Saturday, August 06, 2022

Saturday, August 06, 2022 10:53 am by M. in , , , , ,    No comments
The Burnley Express explains how
Staff at Padiham Library have won an award for offering a programme of walks that encourages local people to get out and about.
Working in partnership with Burnley Leisure and Culture, Newground Together and local walking volunteers, the library’s staff developed the schedule of walks. They start and finish at the library, including a walk to Gawthorpe Hall which is tied in with the Brontë connection. (Sue Plunkett)
The Telegraph & Argus lists places to eat in Bradford according to their Tripadvisor ratings: 
Emily's- The Brontë Birthplace
Rating: 5/5
Location: The Brontë Birthplace 72-74 Market Street The Brontë Birthplace, Thornton, Bradford BD13 3HF England
"Tasty food and a warm welcome We had the bagels and latte to drink, all beautifully presented and very filling. A lovely warm welcome by the hosts." (Emilia Kettle)
Also in The Telegraph & Argus an interactive map with the birthplaces of all the people who have a Wikidata entry:
The most famous person from Bradford has been revealed, according to a new interactive map, but the result may come as a surprise!
Mapbox researcher and geographer Topi Tjukanov developed the insightful map which reveals the birthplaces of the most 'notable people' around the world.
The data is based on a study published in June this year from researchers from the University of Paris.  (...)
A person's significance was calculated based on information scraped from Wikipedia and Wikidata. 
 Just outside of Bradford, author of Wuthering Heights, Emily Brontë was born in Thronton (sic). 
The novelist was best known for her acclaimed novel and her love for romantic poetry. 
See if you recognise any notable names by heading to the map now.  (Emilia Kettle)
The books of my life with the crime writer Sara Paretsky in The Guardian:
The book I reread
Jane Eyre. I read it when I was about 10 but was only interested in the first section, at boarding school. I’ve reread it several times as an adult, and am fascinated by how Charlotte Brontë handles agency in her characters. As a companion, I reread Wide Sargasso Sea by Jean Rhys. I don’t usually like what I call vampire books, where a writer reimagines the characters another writer thought up and breathed life into. The Wide Sargasso Sea is a huge exception. Her apologia for the sexuality of women in the West Indies is a tour de force.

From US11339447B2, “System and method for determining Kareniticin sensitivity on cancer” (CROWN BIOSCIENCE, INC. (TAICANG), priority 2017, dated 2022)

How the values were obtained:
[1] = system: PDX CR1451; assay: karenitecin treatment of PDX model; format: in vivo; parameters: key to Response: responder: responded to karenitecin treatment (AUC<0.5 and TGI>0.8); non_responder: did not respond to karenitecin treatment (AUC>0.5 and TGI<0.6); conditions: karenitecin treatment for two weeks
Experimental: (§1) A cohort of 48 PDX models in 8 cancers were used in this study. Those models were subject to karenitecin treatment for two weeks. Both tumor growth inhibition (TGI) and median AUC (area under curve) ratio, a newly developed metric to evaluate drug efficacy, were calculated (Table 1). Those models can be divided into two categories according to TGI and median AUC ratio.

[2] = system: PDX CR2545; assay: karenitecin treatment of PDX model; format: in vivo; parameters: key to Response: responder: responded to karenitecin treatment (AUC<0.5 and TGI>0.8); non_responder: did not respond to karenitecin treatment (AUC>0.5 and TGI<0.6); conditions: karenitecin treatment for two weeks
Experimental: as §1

The Times talks about the comedian Rosie Holt:
Her first professional job was playing Cathy in a touring production of Wuthering Heights, a part she landed by gatecrashing the audition and pushing a note under the door. Having waited outside all day to be seen, she finally got the call to come in when she was on the bus home. She got the role “and then I didn’t work again for six months” (Alice Jones)
Clarín (Argentina) explores Virginia Woolf:
El derecho de las mujeres a escribir es un tema que atraviesa varios de estos ensayos, y que la autora ya había planteado en clásicos como Tres guineas y Un cuarto propio. En “Las mujeres y la ficción” analiza la tradición de mujeres escritoras (Jane Austen, las hermanas Brontë, George Eliot) que caracteriza a la literatura inglesa, se pregunta por qué casi todas ellas fueron novelistas, e interroga con lucidez las causas sociológicas de este fenómeno. (Sofía Traballi) (Translation)
.Cosmopolitan (Spain) publishes a quiz with a Brontë-related question.

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